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Entertainment on Every Page: Rafael Sabatini struggled for years as a writer before striking it big with his fabulous historical fiction stories. His breakthrough, according to the elaborate introduction written by Gary Hoppenstand, came with Scaramouche: A Romance of the French Revolution in 1921. Immediately following this novel was Captain Blood: An Odyssey. These two books alone sealed Sabatinis success with an audience hungry for adventure tales. Hoppenstand argues that Sabatinis fictional endeavors fed an increasing appetite amongst low level industrial workers for stories that placed the little guy against the vested interests (in this case, a wronged man turns pirate and fights back against upper class nobles and landowners), but the story works just as well as an adventure story. Penguin Classics has graciously reprinted Captain Blood for the modern reader, and deserves a hearty round of applause for bringing this great yarn to our attention.

The only thing Irishman Peter Blood wants is to be left alone. A trained physician living in Bridgewater, England in the 17th century, Blood spends his days healing the sick, smoking his pipe, and reminiscing about his ten-year stint as an adventurer throughout Europe. When the Duke of Monmouth organizes a rebellion against the tyranny of James Stuart, the King of England, Blood refuses to have anything to do with it despite suffering the abuse of those locals who wholeheartedly support the campaign. Bloods undoing comes when he assists an injured rebel after the royal army crushes the upstarts. Blood sees no contradiction in offering aid to an injured man, but the English soldiers who arrest him insist he is a traitor to the Stuart monarchy. They charge Blood for his crimes and sentence him to death by hanging. After commuting the sentence to ten years of slavery on the island of Barbados, the English transport Blood and a few rebels into the hands of the treacherous Colonel Bishop, a sugar plantation owner and a ruthless thug who sees nothing wrong with using stocks, whips, and other threatening devices to control his slaves.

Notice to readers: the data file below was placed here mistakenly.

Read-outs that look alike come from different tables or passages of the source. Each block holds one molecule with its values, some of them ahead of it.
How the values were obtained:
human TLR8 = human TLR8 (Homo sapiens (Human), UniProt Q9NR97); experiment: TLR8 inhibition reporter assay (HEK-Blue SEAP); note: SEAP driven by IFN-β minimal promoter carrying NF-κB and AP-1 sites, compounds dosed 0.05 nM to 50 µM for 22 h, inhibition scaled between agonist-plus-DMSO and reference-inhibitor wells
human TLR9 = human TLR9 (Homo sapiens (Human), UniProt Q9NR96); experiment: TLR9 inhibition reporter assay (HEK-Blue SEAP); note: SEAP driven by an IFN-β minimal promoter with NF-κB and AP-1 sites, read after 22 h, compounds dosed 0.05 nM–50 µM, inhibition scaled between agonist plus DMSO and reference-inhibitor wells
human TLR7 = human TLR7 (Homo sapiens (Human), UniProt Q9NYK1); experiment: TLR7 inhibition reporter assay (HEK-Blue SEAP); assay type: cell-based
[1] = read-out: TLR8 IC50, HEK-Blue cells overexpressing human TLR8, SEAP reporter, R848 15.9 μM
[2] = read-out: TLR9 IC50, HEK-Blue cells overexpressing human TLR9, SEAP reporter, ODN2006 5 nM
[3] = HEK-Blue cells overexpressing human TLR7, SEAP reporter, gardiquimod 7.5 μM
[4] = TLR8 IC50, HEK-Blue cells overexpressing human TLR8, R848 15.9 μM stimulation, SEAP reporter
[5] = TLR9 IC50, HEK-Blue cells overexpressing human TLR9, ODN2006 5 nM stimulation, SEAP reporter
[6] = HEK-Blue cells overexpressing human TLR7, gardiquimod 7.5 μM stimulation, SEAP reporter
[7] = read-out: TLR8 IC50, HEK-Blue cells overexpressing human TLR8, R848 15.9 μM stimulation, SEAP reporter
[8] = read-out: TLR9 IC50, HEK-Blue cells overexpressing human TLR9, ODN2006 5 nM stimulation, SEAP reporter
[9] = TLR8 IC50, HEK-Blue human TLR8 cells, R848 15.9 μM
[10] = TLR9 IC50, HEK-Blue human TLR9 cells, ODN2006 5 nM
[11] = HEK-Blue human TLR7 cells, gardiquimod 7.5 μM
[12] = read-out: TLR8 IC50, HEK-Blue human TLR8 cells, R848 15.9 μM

The story rapidly takes off from this point, as Blood escapes and embarks on a career as a pirate. He raids Spanish treasure ships in the Caribbean while pining for Bishops pretty niece Arabella. Sabatini introduces us to a whole host of despicable characters, from Spanish Admiral Don Esteban, a French pirate named Lavasseur, and a French general named Rivarol who all present a threat to Peter at one time or another. Blood dupes them all through a series of adventures on sea and land. Through it all this Irish pirate never loses sight of his goals: to clear his name and return to England, and to woo Arabella Bishop.

The most notable aspect of this novel is the writing style employed by Sabatini. This guy really knows how to tell a tale, and his language is rich, ornate, and deeply descriptive. His technique seems more 19th century than early 20th. The texture of Sabatinis language adds considerably to the story without becoming too overweening. In a time when language became more functional and therefore less complex, Sabatini strove for authenticity by using older words and lengthier terminology. It works, and it works well in a chronicle about 17th century pirates by making the reader feel as though this story really is from another time.

I was about half way through the book before I realized that this is my first pirate adventure novel. What a way to start! I enjoyed it thoroughly on a purely entertainment level, and after reading one book by Rafael Sabatini I would definitely read another. Captain Blood is a great way to pass a few hours and undeniably beats spending a like amount of time watching mindless sitcoms on television.

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